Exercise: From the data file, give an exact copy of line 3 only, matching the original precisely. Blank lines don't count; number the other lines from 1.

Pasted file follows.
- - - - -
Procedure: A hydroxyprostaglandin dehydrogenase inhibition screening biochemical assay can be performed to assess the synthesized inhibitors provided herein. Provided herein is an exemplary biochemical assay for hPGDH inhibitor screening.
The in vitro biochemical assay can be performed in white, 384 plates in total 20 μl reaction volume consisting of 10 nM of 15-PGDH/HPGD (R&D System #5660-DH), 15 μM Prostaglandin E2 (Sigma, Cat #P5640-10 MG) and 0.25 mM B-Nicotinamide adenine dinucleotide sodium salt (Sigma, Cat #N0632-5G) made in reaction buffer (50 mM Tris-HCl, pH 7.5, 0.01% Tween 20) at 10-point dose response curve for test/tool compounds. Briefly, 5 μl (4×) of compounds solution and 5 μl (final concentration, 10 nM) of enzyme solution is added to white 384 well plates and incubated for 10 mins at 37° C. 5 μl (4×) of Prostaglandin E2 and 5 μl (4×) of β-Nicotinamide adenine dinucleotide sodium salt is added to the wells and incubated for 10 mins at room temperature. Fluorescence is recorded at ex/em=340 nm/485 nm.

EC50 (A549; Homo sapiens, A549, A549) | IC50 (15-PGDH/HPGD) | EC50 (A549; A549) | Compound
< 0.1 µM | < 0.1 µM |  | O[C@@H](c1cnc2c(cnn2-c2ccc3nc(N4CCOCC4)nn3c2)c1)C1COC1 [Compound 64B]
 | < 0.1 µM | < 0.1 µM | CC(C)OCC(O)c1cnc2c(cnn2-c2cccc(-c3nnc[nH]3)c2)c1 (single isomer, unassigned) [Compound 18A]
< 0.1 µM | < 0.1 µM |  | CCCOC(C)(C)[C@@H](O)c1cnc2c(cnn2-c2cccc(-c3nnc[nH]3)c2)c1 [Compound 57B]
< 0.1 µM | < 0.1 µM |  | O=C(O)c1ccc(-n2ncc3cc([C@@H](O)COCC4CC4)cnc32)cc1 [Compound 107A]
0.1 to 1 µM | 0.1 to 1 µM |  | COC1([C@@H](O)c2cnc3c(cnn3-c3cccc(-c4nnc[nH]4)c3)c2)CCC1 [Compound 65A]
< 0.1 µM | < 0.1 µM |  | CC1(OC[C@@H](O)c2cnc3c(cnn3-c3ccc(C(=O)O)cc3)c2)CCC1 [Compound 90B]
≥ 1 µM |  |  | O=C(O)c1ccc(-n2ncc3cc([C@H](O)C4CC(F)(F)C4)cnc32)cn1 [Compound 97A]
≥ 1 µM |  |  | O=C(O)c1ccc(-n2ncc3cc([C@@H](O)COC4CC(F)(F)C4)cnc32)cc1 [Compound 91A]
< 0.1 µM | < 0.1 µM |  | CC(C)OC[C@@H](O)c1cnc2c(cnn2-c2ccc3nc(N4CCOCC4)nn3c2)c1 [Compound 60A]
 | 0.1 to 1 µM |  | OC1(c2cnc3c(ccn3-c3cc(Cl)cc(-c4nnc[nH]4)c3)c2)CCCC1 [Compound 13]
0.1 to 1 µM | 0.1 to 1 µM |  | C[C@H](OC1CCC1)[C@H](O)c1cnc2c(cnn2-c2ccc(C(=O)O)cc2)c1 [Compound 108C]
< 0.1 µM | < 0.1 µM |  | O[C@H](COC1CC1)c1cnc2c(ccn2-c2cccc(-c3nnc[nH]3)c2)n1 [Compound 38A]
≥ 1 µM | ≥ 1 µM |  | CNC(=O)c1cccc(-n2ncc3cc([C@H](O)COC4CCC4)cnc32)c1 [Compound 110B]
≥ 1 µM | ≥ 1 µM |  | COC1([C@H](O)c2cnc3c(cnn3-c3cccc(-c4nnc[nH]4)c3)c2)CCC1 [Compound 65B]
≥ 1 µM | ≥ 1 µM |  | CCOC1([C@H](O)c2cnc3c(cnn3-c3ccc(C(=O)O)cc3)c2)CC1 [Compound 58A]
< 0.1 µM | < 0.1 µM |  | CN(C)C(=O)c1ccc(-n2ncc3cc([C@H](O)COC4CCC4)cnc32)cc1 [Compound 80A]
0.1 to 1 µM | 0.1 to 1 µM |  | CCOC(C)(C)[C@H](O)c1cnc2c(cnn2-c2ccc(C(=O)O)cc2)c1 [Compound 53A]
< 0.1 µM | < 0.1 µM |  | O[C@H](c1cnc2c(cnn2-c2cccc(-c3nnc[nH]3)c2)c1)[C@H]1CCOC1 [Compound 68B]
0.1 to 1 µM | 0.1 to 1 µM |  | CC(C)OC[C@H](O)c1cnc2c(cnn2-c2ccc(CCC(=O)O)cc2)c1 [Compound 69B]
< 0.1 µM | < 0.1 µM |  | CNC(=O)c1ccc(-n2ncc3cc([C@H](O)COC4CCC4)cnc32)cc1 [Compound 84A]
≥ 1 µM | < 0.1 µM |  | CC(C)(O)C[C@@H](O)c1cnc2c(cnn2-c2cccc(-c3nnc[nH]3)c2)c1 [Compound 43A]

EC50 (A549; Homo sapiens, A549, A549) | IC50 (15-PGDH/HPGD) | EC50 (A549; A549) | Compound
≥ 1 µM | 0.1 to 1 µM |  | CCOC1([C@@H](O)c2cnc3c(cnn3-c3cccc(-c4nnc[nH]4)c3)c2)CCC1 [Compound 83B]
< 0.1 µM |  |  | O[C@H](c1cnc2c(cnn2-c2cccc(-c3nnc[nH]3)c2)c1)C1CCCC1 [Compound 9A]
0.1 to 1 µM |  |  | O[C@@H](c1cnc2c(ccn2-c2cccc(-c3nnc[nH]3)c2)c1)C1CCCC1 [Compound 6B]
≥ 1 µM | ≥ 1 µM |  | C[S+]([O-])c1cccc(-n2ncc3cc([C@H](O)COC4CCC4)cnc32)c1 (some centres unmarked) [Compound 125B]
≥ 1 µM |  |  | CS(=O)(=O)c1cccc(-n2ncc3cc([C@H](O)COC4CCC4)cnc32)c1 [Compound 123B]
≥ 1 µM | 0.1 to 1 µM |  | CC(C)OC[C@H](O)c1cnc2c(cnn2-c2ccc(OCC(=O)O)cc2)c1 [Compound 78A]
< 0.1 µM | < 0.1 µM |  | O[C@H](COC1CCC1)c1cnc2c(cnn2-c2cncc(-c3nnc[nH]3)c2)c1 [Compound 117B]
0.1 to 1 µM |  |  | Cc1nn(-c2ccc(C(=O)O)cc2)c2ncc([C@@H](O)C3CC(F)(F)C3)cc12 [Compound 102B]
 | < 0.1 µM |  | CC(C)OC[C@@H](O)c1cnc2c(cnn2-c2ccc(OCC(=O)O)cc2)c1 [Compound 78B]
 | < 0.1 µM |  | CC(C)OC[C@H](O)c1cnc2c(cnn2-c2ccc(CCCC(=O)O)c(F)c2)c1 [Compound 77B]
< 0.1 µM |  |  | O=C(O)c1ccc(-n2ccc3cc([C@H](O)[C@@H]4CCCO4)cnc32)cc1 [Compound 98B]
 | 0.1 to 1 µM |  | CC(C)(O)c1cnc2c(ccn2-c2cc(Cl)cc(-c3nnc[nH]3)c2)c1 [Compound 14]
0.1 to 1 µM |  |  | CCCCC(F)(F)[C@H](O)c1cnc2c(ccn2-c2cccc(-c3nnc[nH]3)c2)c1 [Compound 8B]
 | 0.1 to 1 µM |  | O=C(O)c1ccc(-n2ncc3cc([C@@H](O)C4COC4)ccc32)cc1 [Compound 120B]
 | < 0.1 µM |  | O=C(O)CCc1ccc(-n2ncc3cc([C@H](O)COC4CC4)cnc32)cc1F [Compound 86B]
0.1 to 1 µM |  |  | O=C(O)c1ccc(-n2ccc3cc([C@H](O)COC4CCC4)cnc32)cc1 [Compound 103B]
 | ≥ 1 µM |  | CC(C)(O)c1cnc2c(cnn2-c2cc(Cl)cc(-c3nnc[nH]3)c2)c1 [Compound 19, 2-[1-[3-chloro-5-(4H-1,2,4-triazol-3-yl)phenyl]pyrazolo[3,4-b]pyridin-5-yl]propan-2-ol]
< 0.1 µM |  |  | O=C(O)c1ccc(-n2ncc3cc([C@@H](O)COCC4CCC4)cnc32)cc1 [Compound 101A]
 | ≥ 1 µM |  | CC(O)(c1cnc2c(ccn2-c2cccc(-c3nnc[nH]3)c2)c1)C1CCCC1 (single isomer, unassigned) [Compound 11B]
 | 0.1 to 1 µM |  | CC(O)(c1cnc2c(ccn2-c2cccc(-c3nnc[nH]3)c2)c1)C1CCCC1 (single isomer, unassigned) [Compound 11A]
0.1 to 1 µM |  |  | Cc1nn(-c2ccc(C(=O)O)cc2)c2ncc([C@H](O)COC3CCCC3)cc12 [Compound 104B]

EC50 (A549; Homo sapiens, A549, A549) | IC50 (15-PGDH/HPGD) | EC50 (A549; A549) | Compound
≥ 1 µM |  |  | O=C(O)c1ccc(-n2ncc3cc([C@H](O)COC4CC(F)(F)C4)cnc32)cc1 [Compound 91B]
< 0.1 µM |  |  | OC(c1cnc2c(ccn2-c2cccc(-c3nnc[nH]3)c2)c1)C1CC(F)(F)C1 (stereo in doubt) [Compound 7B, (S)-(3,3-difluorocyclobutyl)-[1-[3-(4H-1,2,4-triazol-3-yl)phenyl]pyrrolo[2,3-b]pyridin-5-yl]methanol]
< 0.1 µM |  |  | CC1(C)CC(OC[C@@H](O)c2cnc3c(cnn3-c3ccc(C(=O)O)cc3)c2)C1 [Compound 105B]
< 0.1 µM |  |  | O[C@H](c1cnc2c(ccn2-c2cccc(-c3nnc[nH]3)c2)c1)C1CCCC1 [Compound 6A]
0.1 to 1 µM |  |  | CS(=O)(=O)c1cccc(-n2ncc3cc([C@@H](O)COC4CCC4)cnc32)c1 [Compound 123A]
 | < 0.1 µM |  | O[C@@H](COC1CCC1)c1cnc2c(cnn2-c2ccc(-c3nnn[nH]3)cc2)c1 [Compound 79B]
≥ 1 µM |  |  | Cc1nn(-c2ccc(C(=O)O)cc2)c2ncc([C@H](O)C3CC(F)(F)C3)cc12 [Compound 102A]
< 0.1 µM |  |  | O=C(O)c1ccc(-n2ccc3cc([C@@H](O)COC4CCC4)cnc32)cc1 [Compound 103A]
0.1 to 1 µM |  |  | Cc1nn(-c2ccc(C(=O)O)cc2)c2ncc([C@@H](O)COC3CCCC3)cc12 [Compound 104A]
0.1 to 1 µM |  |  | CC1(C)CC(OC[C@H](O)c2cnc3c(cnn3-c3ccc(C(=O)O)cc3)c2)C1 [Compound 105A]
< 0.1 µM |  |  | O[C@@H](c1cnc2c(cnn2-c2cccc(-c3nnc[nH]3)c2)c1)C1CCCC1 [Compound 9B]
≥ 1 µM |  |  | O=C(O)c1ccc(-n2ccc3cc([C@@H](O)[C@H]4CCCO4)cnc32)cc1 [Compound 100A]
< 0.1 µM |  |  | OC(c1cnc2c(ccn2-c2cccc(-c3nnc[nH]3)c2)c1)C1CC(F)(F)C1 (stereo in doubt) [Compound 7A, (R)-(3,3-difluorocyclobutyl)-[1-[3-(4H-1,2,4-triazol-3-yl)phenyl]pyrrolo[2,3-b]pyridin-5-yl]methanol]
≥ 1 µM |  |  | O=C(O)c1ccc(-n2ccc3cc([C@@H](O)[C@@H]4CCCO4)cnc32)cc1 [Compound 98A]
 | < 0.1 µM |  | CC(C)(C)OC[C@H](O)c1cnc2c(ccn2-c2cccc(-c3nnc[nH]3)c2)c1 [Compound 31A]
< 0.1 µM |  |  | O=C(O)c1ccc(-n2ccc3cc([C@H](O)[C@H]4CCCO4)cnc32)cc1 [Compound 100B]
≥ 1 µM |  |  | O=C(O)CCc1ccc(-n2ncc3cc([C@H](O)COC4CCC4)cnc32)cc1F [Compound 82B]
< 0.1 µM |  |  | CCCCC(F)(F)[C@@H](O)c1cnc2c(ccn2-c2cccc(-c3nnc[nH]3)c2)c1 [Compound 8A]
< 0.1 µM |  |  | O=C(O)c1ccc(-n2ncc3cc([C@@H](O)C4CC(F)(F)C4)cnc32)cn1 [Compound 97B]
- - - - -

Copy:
EC50 (A549; Homo sapiens, A549, A549) | IC50 (15-PGDH/HPGD) | EC50 (A549; A549) | Compound